D.J. Hale stood at a table in his middle school classroom contemplating baby food stains.
The 13-year-old CREST School student was trying to determine whether water temperature makes a difference when trying to clean strained sweet potatoes and chicken off a baby's shirt.
His teacher, Callie Haynes, 26, supervised his project, but he did the testing on three one-piece baby outfits that were cut in half and smeared with the orange-colored food. (D.J. admitted tasting the baby food and said, "It's actually good.")
His hypothesis was that hot water is a more effective stain remover than cold, and he found he was right.
D.J. and his classmates are among about 40 students participating in the first science fair that CREST, a school for special education students, has held.
Five students worked as a team on one project in teacher Gary Pearcy's class last year and took it to the county fair as a group project, but there was no school fair.
Pearcy, 35, is the curriculum specialist this year and has been working to expand the formal science experimentation that comes with science fairs. He says it's a good way to learn science and for the students to display to their peers what they have done.
Eight teachers are participating along with the students, who are in grades 4-12. Two teachers are doing classroom projects, while others are overseeing individual and team projects. The participating teachers are Haynes, Crystal Johnson, Terri Cooper, Heather Ivanyi, Wendy King, Jane Pilla, Gema Coleman and Tres Banda, assisted by aide Susan Crowley.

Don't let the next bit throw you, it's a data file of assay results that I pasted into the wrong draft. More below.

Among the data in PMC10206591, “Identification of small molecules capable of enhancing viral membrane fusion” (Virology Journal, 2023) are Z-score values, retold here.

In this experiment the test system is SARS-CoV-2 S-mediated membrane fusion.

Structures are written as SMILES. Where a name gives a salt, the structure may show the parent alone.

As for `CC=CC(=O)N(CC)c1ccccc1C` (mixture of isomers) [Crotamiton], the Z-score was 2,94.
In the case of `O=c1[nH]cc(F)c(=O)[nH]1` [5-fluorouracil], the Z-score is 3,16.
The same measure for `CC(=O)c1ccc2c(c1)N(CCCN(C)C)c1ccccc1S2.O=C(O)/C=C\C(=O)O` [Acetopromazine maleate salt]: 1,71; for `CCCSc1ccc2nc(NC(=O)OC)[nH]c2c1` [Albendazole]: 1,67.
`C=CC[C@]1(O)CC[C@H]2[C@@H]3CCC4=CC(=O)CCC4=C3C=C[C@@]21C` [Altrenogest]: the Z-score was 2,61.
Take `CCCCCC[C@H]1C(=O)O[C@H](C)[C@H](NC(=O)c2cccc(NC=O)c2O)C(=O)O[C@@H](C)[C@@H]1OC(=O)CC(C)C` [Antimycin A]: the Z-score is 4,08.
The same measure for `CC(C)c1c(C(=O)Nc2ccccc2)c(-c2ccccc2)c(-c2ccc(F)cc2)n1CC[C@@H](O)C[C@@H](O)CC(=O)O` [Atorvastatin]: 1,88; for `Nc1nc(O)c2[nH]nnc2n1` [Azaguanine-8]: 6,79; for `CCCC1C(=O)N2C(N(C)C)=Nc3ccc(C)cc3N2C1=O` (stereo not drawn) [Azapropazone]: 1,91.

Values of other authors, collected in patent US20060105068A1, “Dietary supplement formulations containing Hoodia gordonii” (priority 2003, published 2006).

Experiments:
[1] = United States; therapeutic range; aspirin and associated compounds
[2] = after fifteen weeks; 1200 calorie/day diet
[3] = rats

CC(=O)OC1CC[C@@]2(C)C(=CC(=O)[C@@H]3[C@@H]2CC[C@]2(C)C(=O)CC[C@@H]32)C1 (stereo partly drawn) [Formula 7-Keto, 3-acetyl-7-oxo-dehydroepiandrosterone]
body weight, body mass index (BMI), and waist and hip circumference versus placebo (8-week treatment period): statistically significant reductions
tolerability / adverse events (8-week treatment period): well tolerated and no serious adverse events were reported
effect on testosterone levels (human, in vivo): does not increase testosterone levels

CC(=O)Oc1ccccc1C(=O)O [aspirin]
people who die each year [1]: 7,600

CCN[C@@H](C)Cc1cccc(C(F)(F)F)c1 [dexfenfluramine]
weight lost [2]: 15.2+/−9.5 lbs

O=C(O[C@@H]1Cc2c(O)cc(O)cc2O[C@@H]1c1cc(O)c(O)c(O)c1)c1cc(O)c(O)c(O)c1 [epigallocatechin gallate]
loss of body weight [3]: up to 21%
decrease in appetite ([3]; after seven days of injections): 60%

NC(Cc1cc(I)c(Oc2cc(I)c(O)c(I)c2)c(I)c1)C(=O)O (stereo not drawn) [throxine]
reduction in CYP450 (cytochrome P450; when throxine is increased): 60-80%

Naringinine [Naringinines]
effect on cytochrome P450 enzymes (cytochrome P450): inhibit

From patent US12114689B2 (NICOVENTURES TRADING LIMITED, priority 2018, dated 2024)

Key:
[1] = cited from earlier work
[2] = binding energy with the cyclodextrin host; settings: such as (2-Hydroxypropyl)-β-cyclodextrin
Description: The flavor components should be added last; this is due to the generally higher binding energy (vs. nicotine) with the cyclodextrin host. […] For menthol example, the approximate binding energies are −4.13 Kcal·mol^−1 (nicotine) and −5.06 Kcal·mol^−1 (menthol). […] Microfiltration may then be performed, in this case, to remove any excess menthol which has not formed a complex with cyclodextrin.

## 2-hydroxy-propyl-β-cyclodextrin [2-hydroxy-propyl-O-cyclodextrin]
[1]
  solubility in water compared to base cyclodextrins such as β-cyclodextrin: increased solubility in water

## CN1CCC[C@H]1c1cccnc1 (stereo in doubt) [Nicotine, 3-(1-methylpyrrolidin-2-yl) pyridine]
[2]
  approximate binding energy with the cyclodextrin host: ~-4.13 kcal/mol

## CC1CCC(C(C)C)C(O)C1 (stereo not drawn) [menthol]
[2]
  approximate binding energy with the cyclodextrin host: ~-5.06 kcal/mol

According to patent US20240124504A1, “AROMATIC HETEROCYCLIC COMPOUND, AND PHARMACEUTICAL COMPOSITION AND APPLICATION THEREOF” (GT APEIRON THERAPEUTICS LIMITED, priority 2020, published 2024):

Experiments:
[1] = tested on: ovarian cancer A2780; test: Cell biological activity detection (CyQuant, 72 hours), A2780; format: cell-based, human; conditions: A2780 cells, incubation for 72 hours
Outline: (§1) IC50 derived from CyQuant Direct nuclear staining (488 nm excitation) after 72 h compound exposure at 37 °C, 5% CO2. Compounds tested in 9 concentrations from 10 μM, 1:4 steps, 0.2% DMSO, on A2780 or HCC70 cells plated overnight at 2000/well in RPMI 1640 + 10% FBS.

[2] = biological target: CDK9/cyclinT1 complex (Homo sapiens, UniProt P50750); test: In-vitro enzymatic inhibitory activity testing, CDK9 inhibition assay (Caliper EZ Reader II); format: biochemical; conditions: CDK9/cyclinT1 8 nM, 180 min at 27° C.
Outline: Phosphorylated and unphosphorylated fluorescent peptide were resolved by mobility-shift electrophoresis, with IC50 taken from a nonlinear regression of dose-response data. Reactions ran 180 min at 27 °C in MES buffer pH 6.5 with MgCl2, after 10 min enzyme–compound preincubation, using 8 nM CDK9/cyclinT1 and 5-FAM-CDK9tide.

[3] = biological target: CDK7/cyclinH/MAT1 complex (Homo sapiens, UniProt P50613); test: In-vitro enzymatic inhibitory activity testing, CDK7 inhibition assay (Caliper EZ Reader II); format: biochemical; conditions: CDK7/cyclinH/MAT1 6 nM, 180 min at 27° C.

Pearcy appealed to CREST's school advisory enhancement council to help fund the work.
"We didn't want economics to be a factor limiting student participation," he said.
The students seem to think the science fair is a good idea, too. Jasmine Lewis, 14, likes the hands-on lessons.
"You don't have to work in your textbook," she said.
Jasmine and teammate Tommy Owens, 10, were soiling cloth with motor oil and testing the effectiveness of detergents.
"We're trying to find out which detergent gets out oil," she said. "My hypothesis is I think Tide's going to win."
"It's not generic," he said.
Dale Wright, 13, was interested in finding out which hair gel holds a spiky 'do the longest.
"I took three different types of hair gels and than I used one in my hair and I used it for five hours," he explained.
He observed the effects and then shook his head over black paper to see how much residue he could shake off. The less flakes, Dale said, the better the gel held up. He did this with all three samples.
Dale said science fair projects are important "because you learn a lot more about stuff you don't know about, and it's fun. Plus, it's exciting 'cause you don't know if you're going to win or lose."
Felicia Picone, 13, was testing paper towels for absorption quality.
"Bounty's the one," she said. "It won. I knew it would."
She saw the value of her project and testing of other products: "So you can see which brands to buy in the future," she said.
Michael Pierce, 14, also wanted to get his money's worth when shopping.
His question was "How many grapes can fit in a bag, Ziploc or off brand?" His hypothesis was with the Ziploc bags and, sure enough, the name brand bags could hold an average of 134 grapes compared with 122 for the off brand.
Haynes said she thinks science fair projects are a good way to teach science.
"It solidifies what we're taking about when they are allowed to do it," she said.
The CREST School science fair will be held Dec. 18-21.
" ... You learn a lot more about stuff you don't know about, and it's fun. Plus, it's exciting 'cause you don't know if you're going to win or lose."
Dale Wright, 13, who tested hair gels to see which would hold a hairstyle longest